The Nation's Health + Paramedic

Reality vs Reality

WARNING: This post contains graphic descriptions and scenarios that some people may find very extremely distressing.

So there I was after an awful day at work, sitting in a local pub, nursing a couple of drinks. It's a good way to unwind after a bad day, offloading to people that really know you. No bravado, no showmanship, just good company with people who care about you. Perfect! Unfortunately, even the nicest pubs attract idiots. And drunk idiots at that! The one tonight was harmless, but latched onto us as his new best friends. It didn't take long for him to find out I was a paramedic, and then that was it. Suddenly I was immersed in tales of the '24 hours in A & E', 'An hour to save your life', and '999:What's Your Emergency?'. Apparently he watched them all and therefor was an expert. He was under the impression that everyone we met, we saved and obviously had no comprehension about death and what death involves. It isn't anything like they show it on Holby City and they can't show the reality of it, even in the fly-on-the-wall documentaries. I didn't want to sit there and set him straight but for those not in the know, this is what I associate with cardiac arrests and death.....

"36 year old female, cardiac arrest, CPR in progress."

My heart sinks, just 36 years old. I really hoped it wasn't as given, but the more information I got, the more I knew I was about to walk into pre-hospital hell. I pulled up with a screech and grabbed everything I could carry. I was first on scene and had no idea how long I'd be on my own. I rushed up the garden path to see a kid, no older than my son, standing at the doorway.

"Please help my mummy, she's not breathing."

I literally can't deal with that stuff, so I ignore it. Children add a huge amount of emotion to any situation and cardiac arrests, are not a place for emotion. I need to stay calm, get in my zone and focus. It sounds very 'self help' but I do get in a zone and we all do what we have to do to keep our head in the right place. I bounded up the stairs to find our patient lying on the floor, her husband desperately doing CPR under the instruction of a call handler counting out the compressions over the speaker phone. I asked him to carry on whilst I got set up.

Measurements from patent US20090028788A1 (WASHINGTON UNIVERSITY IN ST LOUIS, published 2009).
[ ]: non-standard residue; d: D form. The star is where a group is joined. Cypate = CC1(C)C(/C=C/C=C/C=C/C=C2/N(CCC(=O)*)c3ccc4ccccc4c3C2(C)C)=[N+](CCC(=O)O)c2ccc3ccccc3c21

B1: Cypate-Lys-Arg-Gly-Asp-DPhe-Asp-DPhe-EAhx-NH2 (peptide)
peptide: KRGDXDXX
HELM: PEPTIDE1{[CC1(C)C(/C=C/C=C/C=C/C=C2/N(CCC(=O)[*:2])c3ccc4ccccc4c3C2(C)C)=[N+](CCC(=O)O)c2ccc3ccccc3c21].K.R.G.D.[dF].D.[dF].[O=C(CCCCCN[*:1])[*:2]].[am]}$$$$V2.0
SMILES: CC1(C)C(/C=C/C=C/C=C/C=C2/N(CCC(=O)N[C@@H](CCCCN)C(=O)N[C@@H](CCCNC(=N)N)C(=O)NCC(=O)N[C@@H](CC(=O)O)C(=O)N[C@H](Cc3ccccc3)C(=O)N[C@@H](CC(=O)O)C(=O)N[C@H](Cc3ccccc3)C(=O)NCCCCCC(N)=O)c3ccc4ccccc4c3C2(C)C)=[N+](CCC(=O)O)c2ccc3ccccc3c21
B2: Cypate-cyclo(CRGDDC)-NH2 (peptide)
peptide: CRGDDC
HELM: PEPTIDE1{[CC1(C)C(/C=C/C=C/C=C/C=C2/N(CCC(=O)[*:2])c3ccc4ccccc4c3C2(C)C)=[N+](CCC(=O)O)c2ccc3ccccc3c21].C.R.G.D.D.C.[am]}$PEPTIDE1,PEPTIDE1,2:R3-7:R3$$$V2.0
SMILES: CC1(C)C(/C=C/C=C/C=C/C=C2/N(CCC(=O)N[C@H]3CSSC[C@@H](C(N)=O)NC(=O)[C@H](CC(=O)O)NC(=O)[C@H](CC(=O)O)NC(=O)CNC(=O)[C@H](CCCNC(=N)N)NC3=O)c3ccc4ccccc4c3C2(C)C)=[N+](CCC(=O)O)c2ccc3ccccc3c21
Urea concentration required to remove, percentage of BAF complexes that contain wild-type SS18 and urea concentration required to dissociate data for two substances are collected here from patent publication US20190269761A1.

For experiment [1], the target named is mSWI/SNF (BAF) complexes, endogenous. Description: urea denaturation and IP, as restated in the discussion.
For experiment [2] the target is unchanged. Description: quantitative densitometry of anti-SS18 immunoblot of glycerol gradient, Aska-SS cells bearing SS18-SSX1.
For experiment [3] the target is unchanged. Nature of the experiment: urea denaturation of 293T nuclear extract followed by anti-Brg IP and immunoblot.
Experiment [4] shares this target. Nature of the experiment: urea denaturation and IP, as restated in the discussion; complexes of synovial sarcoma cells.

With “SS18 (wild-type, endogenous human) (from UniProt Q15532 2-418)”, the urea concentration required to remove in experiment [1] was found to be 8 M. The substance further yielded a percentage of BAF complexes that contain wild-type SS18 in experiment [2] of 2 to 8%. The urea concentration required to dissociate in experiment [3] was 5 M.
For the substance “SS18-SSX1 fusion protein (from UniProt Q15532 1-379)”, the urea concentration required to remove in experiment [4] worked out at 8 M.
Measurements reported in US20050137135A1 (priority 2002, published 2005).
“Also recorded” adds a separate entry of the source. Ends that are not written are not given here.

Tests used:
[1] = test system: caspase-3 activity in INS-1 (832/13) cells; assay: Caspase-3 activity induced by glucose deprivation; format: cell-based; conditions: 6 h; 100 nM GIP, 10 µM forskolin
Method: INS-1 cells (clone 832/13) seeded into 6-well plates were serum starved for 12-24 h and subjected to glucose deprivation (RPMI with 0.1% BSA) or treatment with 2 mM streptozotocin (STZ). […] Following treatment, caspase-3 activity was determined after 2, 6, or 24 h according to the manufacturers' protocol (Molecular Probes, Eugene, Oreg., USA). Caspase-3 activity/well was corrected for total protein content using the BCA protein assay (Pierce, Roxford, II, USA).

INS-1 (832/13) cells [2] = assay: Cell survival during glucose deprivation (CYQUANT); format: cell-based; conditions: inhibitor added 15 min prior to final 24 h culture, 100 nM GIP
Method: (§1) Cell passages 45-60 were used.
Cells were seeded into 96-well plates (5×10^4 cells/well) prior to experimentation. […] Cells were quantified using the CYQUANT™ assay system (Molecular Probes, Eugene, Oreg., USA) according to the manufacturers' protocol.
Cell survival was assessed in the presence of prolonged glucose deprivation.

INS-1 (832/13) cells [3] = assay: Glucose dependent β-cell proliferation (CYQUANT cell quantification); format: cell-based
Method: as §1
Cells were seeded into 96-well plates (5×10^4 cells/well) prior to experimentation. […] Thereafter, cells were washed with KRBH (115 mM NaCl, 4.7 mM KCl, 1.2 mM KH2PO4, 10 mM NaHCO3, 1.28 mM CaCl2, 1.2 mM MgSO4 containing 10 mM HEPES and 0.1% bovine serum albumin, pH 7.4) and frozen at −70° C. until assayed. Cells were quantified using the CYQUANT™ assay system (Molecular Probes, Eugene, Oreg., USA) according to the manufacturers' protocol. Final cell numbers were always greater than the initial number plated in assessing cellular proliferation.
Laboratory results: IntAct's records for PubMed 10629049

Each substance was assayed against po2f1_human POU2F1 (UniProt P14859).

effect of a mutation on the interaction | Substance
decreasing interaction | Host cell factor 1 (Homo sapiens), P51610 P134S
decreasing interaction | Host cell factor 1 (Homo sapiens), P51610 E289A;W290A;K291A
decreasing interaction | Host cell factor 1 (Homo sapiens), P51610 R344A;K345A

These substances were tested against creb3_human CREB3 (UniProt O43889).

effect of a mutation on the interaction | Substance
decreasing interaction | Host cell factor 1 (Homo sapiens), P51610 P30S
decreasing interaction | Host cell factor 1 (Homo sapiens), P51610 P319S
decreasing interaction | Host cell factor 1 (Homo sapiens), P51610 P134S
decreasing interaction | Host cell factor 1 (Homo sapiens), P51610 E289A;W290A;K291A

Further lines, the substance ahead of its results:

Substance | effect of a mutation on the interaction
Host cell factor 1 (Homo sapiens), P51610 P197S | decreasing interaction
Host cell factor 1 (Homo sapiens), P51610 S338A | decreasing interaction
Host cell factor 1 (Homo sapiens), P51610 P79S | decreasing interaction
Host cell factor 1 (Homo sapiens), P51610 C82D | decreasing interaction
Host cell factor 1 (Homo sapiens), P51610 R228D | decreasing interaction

There was vomit all over her face and her hair was matted in it. When my hands touched her face, I could feel the vomit on my fingers. I begun ventilating her. With every ventilation, blood squirted out of her nose. I begun to suction the airway. I could tell the husband was beginning to really struggle with what he was seeing, and I didn't want this to be how he remembers his wife. I also can't deal with his emotion either so I sent him off to find someone to take the 3 children who were in the house. Again, the fact they were in the house and the fact that he was crying was something I chose to ignore initially. It's my way of focusing and my way of staying calm.

I took over CPR as he was leaving the room. A number of ribs cracked, the sound of which made the husband visibly cringe. I could feel my knees in the vomit and blood but it didn't matter. Neither did the blood spray up my forearms. Luckily for me, the second car arrived. I secured the airway with an i-gel and continued to suction the blood and vomit that just kept coming. The other FRU started trying to get IV access. The was no joy on the hands or arms, her veins were so shut down, it was futile. I then tried on the external jugular vein (EJV) on her neck but again, no joy. The only way we could now get access was to drill into her bone.

I continued to manage the airway whilst the drill was set up. Just as she was about to drill into her leg, a child appeared in the doorway. You can try as hard as you want to ignore certain situations but some you simply can't. The little girl was no older than 5. Her mummy was lying on the floor covered in vomit and blood, a tube coming out of her mouth, blood trickling down her arms from failed cannulas and a paramedic kneeling on the floor holding a drill. We both paused for moment not knowing what to do.